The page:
Unravelling developmental disregard in children with unilateral cerebral palsy by measuring event-related potentials during a simple and complex task
1 Behavioural Science Institute, Radboud University Nijmegen, PO Box 9104, 6500 HE Nijmegen, The Netherlands
2 Department of Pediatric Rehabilitation, Sint Maartenskliniek, Postbus 9011, 6500 GM Nijmegen, The Netherlands
3 School of Psychology, Australian Catholic University, 115 Victoria Pde, Melbourne, VIC 3450, Australia
BMC Neurology 2014, 14:6 doi:10.1186/1471-2377-14-6Published: 8 January 2014
In a subset of children with unilateral Cerebral Palsy (CP) a discrepancy between capacity and performance of the affected upper limb can be observed. This discrepancy is known as Developmental Disregard (DD). Though the phenomenon of DD has been well documented, its underlying cause is still under debate. DD has originally been explained based on principles of operant conditioning. Alternatively, it has been proposed that DD results from a diminished automaticity of movements, resulting in an increased cognitive load when using the affected hand. To investigate the amount of involved cognitive load we studied Event-Related Potentials (ERPs) preceding task-related motor responses during a single-hand capacity and a dual-hand performance task. It was hypothesised that children with DD show alterations related to long-latency ERP components when selecting a response with the affected upper limb, reflecting increased cognitive load in order to generate an adequate response and especially so within the dual-hand task.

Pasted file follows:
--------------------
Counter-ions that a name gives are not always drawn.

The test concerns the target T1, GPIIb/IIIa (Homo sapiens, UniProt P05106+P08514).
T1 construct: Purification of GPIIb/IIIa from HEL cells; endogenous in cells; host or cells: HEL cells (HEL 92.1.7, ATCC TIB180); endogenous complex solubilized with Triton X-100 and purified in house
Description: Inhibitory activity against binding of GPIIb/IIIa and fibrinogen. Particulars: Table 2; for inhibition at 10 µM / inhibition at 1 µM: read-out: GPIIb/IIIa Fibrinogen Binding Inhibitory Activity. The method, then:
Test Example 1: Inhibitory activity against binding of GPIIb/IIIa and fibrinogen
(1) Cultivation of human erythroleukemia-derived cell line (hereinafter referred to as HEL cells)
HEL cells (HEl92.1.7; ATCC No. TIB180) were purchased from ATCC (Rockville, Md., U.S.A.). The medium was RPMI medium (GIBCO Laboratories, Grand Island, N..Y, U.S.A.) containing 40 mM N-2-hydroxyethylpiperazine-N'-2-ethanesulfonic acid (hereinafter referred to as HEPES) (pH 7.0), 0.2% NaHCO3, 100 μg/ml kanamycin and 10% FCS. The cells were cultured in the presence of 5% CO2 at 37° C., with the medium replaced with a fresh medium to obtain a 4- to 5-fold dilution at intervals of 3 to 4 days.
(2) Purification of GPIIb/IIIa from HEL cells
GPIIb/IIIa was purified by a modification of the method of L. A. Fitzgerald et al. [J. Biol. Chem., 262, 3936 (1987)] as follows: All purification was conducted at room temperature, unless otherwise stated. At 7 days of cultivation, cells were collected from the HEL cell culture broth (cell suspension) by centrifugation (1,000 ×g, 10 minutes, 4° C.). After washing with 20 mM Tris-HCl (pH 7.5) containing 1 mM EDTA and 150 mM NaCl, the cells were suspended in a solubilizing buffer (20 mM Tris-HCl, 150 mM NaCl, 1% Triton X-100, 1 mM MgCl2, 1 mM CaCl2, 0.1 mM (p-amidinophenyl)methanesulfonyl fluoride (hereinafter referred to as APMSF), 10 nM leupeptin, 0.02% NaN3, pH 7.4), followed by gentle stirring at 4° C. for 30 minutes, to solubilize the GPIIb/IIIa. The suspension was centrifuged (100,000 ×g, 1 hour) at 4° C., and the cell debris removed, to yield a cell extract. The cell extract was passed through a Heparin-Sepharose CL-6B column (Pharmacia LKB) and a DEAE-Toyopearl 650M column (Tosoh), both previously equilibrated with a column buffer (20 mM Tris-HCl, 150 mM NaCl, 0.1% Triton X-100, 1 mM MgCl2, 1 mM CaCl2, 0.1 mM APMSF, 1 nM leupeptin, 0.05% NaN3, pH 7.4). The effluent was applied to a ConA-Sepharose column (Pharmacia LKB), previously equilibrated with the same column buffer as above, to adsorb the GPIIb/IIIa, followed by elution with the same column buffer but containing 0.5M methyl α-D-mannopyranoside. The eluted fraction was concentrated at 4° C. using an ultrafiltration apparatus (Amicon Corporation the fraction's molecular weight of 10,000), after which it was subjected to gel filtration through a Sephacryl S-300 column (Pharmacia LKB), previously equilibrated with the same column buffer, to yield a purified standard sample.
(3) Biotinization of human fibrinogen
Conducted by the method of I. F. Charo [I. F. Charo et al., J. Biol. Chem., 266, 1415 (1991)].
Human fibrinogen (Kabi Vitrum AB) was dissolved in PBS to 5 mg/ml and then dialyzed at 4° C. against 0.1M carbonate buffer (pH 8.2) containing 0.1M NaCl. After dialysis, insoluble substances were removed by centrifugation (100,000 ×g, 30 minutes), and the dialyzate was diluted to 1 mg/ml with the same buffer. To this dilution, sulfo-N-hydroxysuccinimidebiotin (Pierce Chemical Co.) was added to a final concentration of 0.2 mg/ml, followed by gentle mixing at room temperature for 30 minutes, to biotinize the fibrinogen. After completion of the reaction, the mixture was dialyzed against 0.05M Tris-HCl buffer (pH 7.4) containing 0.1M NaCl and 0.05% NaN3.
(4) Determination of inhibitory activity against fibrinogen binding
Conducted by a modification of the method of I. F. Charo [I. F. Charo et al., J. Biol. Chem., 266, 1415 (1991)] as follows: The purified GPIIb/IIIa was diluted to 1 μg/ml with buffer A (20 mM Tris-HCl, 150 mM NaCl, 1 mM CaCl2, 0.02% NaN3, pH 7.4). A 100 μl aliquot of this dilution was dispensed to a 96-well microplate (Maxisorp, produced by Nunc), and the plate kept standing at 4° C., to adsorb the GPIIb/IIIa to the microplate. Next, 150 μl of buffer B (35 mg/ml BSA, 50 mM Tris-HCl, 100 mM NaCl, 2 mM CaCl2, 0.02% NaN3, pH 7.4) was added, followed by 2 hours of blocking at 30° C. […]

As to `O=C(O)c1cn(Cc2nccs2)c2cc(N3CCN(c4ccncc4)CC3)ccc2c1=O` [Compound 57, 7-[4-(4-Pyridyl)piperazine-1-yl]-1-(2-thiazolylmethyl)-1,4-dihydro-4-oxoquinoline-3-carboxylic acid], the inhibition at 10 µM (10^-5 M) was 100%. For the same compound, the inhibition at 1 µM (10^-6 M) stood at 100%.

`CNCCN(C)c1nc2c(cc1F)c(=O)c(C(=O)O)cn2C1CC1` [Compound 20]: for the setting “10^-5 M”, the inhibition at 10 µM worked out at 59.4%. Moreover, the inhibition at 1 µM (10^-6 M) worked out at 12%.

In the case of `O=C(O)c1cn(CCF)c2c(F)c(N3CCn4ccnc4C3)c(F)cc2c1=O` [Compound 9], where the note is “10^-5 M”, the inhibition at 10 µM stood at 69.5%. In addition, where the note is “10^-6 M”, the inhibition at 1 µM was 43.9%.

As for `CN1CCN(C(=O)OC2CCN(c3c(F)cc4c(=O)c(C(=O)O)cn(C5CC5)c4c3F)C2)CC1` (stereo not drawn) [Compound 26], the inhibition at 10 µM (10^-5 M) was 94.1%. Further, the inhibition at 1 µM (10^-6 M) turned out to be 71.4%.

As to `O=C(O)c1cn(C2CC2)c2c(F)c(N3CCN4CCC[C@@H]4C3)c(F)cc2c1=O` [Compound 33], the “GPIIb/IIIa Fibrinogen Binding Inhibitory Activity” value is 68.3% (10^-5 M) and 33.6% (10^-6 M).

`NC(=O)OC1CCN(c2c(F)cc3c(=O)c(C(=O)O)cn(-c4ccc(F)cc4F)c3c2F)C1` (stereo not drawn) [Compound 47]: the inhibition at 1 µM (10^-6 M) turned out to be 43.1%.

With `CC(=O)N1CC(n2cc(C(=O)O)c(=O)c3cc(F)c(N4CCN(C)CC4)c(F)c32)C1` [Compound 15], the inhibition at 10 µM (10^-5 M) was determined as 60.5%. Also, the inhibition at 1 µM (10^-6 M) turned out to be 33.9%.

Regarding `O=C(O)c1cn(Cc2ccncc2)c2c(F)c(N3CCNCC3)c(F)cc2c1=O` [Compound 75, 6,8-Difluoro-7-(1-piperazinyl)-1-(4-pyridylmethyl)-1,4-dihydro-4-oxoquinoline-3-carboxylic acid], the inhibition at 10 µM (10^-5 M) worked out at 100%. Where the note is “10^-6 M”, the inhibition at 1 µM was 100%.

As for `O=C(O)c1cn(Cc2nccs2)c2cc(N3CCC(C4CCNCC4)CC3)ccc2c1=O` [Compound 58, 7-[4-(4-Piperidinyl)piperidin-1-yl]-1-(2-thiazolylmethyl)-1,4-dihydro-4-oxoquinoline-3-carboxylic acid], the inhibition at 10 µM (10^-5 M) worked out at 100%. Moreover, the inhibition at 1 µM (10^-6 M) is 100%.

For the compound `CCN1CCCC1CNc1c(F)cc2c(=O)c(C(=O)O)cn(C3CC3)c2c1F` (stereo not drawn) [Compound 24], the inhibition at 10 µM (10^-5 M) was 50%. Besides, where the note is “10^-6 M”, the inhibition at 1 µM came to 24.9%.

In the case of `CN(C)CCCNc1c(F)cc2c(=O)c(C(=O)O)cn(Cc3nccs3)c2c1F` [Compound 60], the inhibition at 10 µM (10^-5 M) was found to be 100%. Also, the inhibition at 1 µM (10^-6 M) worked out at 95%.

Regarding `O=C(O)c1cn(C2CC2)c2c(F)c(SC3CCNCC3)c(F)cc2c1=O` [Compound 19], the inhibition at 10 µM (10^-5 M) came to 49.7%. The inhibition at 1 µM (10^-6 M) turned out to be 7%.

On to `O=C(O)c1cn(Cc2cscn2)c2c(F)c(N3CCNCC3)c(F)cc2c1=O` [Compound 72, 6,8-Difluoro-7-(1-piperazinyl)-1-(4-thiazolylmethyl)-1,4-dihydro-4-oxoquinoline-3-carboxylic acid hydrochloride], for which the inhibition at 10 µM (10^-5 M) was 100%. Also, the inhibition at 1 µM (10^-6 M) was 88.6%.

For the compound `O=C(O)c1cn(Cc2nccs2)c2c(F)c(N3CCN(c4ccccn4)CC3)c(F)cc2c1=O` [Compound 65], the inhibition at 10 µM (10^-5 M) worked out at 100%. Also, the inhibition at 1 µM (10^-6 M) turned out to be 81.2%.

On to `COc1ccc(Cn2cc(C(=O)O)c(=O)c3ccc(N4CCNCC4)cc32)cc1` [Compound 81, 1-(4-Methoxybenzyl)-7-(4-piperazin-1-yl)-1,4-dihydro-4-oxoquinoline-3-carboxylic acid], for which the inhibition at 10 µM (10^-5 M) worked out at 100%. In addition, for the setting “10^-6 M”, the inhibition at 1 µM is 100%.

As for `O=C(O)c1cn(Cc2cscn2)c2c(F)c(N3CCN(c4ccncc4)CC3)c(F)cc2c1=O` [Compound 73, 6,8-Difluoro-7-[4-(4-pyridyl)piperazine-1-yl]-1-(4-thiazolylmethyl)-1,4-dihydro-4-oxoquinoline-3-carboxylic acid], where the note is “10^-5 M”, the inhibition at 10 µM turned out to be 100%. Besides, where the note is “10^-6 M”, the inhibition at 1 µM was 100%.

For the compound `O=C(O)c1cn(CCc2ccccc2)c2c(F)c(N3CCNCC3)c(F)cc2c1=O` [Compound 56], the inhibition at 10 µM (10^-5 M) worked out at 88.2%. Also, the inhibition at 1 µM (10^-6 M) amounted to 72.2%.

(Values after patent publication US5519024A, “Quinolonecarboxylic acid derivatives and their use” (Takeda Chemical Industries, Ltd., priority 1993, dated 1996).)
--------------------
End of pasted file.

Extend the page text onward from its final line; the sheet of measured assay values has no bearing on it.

Fifteen children with unilateral CP participated in the study. One of the participants was excluded due to major visual impairments. Seven of the remaining participants displayed DD. The other seven children served as a control group. All participants performed two versions of a cue-target paradigm, a single-hand capacity and a dual-hand performance task. The ERP components linked to target presentation were inspected: the mid-latency P2 component and the consecutive long-latency N2b component.
In the dual-hand performance task children with DD showed an enhancement in mean amplitude of the long-latency N2b component when selecting a response with their affected hand. No differences were found regarding the amplitude of the mid-latency P2 component. No differences were observed regarding the single-hand capacity task. The control group did not display any differences in ERPs linked to target evaluation processes between both hands.
These electrophysiological findings show that DD is associated with increased cognitive load when movements are prepared with the affected hand during a dual-hand performance task. These findings confirm behavioural observations, advance our insights on the neural substrate of DD and have implications for therapy.